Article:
Nevada Copper Belt No 22
Hall-Scott Motor Car
At Yerington, NV, August 1944. Robert A. Burrowes photograph
In the yard awaiting restoration, 2004, Nevada State Railroad Museum collection.
Nevada Copper Belt Hall-Scott motor car No. 22 is a classic example of self-propelled secondary passenger carrying vehicles that became common in the years preceding the First World War. The car was built by the Hall-Scott Motor Car Company of Berkeley, California, for the Slat Lake & Utah railroad. It was the last in a series of cars numbered 501-503 and delivered in February 1914. Beginning in March, these cars provided the first service on the railroad between Salt Lake City and Provo.
With the beginning of electrified interurban service on the SL & U in July 1915, the Hall-Scott gas powered cars soon became surplus. The Orem family, principal owners of the SL & U, also controlled the Nevada Copper Belt Railroad in western Nevada. The NCB already owned one Hall-Scott motor car, and a smaller Fairbanks-Morse car. SL & U car No. 503 was sold to the NCB to round out the fleet.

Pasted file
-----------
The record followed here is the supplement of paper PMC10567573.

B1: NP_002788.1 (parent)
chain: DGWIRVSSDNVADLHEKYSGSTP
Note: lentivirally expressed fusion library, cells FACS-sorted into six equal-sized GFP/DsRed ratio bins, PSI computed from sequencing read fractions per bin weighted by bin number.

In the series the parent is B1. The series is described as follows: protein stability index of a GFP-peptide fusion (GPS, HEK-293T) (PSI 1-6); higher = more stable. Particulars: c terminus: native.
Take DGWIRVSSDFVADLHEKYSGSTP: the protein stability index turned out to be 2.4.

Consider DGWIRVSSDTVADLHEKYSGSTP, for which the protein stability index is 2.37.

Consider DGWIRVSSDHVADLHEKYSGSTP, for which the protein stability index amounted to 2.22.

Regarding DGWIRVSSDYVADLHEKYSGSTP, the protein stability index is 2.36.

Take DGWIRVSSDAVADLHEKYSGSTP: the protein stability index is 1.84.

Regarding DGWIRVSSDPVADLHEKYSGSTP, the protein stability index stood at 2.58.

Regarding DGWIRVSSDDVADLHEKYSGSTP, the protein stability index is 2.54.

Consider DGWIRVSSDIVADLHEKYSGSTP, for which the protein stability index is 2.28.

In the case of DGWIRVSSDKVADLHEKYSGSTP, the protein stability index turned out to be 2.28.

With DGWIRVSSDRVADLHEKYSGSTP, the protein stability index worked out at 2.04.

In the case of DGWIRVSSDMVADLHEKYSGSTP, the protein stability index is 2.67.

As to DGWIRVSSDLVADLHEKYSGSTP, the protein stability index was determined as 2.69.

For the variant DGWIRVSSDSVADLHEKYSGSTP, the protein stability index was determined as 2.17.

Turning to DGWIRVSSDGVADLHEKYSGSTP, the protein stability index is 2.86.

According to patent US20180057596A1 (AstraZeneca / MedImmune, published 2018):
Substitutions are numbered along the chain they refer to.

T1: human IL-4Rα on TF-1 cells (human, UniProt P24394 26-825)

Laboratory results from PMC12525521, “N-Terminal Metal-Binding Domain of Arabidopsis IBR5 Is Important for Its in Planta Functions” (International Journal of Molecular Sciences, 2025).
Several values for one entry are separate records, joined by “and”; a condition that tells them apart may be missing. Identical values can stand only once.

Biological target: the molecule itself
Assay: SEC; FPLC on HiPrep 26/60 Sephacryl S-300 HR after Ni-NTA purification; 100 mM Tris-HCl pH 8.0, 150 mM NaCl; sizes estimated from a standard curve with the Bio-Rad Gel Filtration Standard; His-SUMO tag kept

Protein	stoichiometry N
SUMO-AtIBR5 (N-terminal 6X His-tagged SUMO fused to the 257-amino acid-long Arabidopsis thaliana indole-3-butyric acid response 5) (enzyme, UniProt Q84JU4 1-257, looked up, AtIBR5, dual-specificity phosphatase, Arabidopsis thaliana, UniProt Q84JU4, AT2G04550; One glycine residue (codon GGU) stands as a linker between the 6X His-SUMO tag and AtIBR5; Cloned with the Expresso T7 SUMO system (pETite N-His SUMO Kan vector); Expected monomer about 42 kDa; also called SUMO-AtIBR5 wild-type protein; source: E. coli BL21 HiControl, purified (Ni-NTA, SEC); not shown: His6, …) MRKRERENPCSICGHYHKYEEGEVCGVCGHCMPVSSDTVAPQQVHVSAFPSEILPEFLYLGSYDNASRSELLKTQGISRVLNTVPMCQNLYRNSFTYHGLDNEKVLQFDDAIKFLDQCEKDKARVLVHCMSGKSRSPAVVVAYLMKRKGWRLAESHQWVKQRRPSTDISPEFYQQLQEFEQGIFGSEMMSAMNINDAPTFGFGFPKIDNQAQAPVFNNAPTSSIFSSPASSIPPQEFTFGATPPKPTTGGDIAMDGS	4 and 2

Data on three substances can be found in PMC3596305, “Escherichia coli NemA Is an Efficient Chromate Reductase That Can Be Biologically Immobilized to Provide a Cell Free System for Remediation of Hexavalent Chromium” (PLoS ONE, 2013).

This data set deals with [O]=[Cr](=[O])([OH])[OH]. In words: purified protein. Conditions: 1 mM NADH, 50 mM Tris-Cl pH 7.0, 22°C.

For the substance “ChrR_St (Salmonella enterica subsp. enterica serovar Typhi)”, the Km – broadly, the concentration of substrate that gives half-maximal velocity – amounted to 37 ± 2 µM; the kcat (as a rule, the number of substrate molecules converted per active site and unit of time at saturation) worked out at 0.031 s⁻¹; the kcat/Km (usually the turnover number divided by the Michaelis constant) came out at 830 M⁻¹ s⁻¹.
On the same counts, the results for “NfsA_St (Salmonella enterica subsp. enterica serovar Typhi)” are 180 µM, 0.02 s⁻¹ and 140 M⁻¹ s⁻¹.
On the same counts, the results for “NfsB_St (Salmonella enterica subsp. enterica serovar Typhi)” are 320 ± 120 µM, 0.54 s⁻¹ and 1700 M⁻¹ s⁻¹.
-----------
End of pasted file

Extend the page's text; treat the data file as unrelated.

On the Copper Belt, Hall-Scott car No. 22 played its roll providing local passenger service, mostly between Mason and the Southern Pacific connection at Wabusca. The NCB finally went out of business in 1947, and sold its equipment off. Shortly before the end, car No. 22 had one last fling, chartered by four railfans for a tour all over the railroad. At the end of the trip, the group purchased sister Hall-Scott car No. 21, preferring it because of its wooden body. Car No. 22 went to scrap. In 1955, the body of Hall-Scott No. 22 was built into a building in Carson City along with Virginia & Truckee McKeen motor car No. 22. Both cars were donated to the Museum in early 1996.
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Modified Monday December 08, 2008